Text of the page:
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William Warder Cadbury papers

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Held at: Haverford College Quaker & Special Collections [Contact Us]370 Lancaster Ave, Haverford, PA 19041

This is a finding aid. It is a description of archival material held at the Haverford College Quaker & Special Collections. Unless otherwise noted, the materials described below are physically available in their reading room, and not digitally available through the web.

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William Warder Cadbury (1877-1959), a quaker, was the son of Joel and Anna Kaighn Cadbury. He was born in Philadelphia, Pennsylvania, and was a member of Philadelphia Monthly Meeting for the Western District (now Central Philadelphia Monthly Meeting). He graduated from William Penn Charter School in 1894, received a B.A. and M.A. from Haverford College in 1898 and 1899, respectively, earned an M.D. from University of Pennsylvania in 1902, and received an honorary Sc.D. from Haverford College in 1936. He married (1) Sarah I. Manatt in 1911 (d. 1912) and (2) Catharine Balderston Jones in 1917, with whom he had three daughters.

Cadbury served as resident physician at Pennsylvania Hospital in Philadelphia from 1903 to 1905, and went abroad for graduate study in Vienna in 1905, before returning to teach pathology and pharmacology at University of Pennsylvania from 1906 to 1907 and to work as a pathologist at St. Mary's Hospital from 1906 to 1909.

Cadbury's decision to take up a medical missionary post in China was made in late 1908. In 1909, he took up a professorship at Canton Christian College (later Lingnan University) in Canton (Guangzhou), China, and from 1909 to 1941 was a medical missionary supported by some members of Philadelphia Yearly Meeting and the Cadbury Fund that was created to assist his work. (The Canton Medical Missionary Society which had oversight of Canton Hospital transferred the care of the hospital to the Board of Directors of Lingnan University in 1930.) He became Superintendent of Canton Hospital in 1930, and was also vice-president of the Chinese Medical Association from 1935 to 1937 and Canton chairman of the International Red Cross from 1938 to 1941. In about 1924, General Lei Fuk Lam gave his son, James Cadbury Lei, to William Warder Cadbury in order for him to learn American culture. General Lei contributed funds to construct a small hospital and clinic on the Lingnan campus, operated under Dr. Cadbury's direction and later moved to Canton Hospital.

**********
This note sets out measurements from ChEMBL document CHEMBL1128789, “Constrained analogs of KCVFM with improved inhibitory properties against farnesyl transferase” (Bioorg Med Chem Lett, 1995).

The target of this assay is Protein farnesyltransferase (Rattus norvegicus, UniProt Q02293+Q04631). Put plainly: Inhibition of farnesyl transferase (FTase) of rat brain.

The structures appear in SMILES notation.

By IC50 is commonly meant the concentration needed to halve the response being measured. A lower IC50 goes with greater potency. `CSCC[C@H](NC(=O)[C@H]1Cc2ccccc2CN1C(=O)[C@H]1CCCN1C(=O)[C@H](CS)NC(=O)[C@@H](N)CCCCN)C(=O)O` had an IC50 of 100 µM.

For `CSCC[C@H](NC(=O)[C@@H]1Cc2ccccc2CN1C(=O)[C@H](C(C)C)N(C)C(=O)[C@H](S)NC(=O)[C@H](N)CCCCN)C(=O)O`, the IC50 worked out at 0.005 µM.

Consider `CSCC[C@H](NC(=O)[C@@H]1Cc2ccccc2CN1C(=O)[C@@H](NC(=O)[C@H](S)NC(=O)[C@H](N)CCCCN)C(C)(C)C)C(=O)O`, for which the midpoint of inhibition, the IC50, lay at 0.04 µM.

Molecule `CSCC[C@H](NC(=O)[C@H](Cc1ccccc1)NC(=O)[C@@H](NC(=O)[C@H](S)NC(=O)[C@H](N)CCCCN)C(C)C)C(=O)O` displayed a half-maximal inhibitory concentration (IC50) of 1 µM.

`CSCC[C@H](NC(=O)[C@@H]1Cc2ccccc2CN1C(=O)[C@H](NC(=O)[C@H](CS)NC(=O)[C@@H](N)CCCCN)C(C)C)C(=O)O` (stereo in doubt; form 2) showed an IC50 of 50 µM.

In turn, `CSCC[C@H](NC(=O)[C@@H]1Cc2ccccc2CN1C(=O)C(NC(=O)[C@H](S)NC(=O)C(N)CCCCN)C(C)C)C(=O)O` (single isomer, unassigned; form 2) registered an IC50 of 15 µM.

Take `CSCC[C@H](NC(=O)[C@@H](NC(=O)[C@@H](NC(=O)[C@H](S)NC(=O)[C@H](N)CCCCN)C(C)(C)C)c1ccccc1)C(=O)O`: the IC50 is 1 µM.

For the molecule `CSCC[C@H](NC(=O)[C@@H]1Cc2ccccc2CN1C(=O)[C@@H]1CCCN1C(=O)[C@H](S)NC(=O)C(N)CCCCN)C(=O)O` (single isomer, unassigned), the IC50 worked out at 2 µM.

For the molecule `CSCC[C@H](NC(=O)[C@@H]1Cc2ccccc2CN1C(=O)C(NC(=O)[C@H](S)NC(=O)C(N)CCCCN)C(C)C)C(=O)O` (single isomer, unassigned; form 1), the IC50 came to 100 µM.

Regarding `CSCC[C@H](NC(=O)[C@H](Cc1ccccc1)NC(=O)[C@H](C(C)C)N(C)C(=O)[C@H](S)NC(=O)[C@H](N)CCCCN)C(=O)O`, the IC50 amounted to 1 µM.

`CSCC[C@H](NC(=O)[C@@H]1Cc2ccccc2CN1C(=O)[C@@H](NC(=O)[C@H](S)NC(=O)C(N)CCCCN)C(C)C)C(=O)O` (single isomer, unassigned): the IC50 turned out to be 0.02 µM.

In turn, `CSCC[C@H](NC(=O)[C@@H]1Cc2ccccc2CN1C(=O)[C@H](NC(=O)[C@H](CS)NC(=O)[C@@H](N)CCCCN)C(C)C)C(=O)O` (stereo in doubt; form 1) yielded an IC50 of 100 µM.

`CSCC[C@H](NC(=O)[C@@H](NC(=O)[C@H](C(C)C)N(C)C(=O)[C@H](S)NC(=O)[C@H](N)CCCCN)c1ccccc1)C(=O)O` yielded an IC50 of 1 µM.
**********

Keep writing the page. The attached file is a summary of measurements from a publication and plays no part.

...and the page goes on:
During World War II, William Warder Cadbury and his wife were interned by the Japanese from 1941 to 1943, although they had considerable freedom until February, 1943, when they were removed to a camp in Canton (Guangzhou). Upon their release, they returned to the United States for two years, where Cadbury worked at Friends Hospital. Cadbury resumed his position in Canton (Guangzhou) from 1945 until 1949, when he and Catherine were forced out of China by the Communist government. The Cadburys then returned to New Jersey for the following 10 years. Cadbury sat on the Board of Lingnan University for a part of this time, as well as serving as an honorary curator of ferns at the Academy of Natural Sciences.

During his life, Cadbury was the author of 150 medical articles, 230 articles on religion and other topics, and a book on the history of Canton Hospital, At the Point of a Lancet, which he wrote in 1935 with Mary Hoxie Jones, his neice. He had an avid interest in orchids and created an orchid garden at his residence in China. "Dr. Cadbury represented two old but enduring traditions: the physicianbotanist and the Quaker naturalist…Perhaps, with renewed friendship between China and the United States, an American orchidist will visit Canton some day and find Dr. Cadbury's manuscript in the care of Chinese botanists. It would please him to know that his study of orchids, like his medical teaching, has bridged the gap between peoples."

Information from Dictionary of Quaker Biography, a compilation of Quaker biographies in typescript form located at Haverford College and Friends House, London, from article by Howard P. Wood and from internal evidence